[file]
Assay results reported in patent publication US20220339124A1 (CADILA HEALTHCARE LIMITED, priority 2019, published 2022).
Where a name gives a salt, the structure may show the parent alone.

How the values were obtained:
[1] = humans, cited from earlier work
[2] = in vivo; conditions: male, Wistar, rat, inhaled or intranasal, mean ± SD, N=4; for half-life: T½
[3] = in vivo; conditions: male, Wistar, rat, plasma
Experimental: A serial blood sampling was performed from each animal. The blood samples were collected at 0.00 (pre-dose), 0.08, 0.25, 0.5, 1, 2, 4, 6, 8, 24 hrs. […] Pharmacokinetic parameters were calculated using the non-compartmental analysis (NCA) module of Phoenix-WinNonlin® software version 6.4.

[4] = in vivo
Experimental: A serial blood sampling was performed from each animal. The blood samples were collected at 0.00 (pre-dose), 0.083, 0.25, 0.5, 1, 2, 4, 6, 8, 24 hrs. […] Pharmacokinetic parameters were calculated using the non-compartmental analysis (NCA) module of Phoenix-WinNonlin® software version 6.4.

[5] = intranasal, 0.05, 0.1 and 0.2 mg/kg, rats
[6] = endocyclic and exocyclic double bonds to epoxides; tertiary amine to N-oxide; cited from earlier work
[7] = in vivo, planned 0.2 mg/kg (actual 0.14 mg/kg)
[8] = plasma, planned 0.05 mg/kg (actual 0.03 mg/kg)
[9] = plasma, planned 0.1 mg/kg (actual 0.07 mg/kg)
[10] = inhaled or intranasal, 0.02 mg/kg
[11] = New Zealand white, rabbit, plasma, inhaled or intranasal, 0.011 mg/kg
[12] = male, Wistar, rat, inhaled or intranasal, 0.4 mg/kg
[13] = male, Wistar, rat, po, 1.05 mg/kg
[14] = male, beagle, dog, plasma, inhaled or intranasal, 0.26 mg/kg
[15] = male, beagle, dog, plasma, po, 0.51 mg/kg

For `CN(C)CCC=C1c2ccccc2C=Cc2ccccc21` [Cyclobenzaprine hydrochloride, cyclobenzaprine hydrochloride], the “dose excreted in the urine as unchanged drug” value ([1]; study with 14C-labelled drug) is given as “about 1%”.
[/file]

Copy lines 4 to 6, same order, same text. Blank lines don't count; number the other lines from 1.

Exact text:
[1] = humans, cited from earlier work
[2] = in vivo; conditions: male, Wistar, rat, inhaled or intranasal, mean ± SD, N=4; for half-life: T½
[3] = in vivo; conditions: male, Wistar, rat, plasma